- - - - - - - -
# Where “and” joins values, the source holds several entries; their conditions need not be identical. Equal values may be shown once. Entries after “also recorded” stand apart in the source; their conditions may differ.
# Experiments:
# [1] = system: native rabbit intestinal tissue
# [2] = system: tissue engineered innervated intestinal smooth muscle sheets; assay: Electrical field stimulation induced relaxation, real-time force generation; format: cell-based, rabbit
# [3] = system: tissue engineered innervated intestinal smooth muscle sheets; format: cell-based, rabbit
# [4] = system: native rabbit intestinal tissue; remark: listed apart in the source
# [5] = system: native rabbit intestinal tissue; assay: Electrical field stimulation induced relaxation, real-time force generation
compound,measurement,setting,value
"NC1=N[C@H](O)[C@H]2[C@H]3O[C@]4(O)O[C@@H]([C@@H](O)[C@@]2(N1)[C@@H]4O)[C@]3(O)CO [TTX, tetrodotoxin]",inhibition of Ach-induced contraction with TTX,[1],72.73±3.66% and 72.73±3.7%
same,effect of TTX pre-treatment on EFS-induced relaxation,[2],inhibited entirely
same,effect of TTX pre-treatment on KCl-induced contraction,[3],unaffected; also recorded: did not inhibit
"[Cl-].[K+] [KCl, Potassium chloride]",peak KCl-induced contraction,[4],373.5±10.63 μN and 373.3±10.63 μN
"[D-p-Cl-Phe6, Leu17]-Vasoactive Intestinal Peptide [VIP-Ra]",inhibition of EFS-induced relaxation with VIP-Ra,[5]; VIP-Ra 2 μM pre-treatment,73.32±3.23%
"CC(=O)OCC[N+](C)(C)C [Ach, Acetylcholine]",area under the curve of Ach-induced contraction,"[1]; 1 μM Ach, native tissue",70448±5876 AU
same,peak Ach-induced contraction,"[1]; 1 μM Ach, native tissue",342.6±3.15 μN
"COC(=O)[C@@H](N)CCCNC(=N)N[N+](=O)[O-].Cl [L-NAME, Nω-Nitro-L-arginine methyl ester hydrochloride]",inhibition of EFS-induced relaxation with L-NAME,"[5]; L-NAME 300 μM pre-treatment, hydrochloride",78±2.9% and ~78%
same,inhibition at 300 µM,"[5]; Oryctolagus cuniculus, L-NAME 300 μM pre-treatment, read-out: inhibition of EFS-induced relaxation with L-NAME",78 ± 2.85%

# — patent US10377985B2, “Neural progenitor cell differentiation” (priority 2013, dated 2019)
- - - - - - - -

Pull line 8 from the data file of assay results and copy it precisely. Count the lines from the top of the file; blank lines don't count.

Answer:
compound,measurement,setting,value